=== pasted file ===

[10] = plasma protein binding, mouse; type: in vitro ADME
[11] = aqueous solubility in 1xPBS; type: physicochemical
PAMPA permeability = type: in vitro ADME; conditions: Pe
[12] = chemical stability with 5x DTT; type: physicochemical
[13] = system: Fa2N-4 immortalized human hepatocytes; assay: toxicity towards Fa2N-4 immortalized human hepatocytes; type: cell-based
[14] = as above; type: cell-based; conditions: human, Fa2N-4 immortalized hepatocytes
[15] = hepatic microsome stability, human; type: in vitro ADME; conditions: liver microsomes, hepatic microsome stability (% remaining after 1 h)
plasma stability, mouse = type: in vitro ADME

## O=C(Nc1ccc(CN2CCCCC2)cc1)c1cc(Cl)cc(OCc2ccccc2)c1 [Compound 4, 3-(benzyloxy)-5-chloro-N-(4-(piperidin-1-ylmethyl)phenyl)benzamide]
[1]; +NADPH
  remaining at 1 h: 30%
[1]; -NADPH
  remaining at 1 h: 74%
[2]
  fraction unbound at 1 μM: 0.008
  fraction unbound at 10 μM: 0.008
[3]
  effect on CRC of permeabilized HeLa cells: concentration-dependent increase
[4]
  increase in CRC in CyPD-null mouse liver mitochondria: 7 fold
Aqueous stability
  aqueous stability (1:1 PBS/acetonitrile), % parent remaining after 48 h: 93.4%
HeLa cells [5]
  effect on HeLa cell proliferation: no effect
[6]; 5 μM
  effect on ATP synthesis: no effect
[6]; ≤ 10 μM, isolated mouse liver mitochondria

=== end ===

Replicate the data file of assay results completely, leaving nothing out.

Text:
[10] = plasma protein binding, mouse; type: in vitro ADME
[11] = aqueous solubility in 1xPBS; type: physicochemical
PAMPA permeability = type: in vitro ADME; conditions: Pe
[12] = chemical stability with 5x DTT; type: physicochemical
[13] = system: Fa2N-4 immortalized human hepatocytes; assay: toxicity towards Fa2N-4 immortalized human hepatocytes; type: cell-based
[14] = as above; type: cell-based; conditions: human, Fa2N-4 immortalized hepatocytes
[15] = hepatic microsome stability, human; type: in vitro ADME; conditions: liver microsomes, hepatic microsome stability (% remaining after 1 h)
plasma stability, mouse = type: in vitro ADME

## O=C(Nc1ccc(CN2CCCCC2)cc1)c1cc(Cl)cc(OCc2ccccc2)c1 [Compound 4, 3-(benzyloxy)-5-chloro-N-(4-(piperidin-1-ylmethyl)phenyl)benzamide]
[1]; +NADPH
  remaining at 1 h: 30%
[1]; -NADPH
  remaining at 1 h: 74%
[2]
  fraction unbound at 1 μM: 0.008
  fraction unbound at 10 μM: 0.008
[3]
  effect on CRC of permeabilized HeLa cells: concentration-dependent increase
[4]
  increase in CRC in CyPD-null mouse liver mitochondria: 7 fold
Aqueous stability
  aqueous stability (1:1 PBS/acetonitrile), % parent remaining after 48 h: 93.4%
HeLa cells [5]
  effect on HeLa cell proliferation: no effect
[6]; 5 μM
  effect on ATP synthesis: no effect
[6]; ≤ 10 μM, isolated mouse liver mitochondria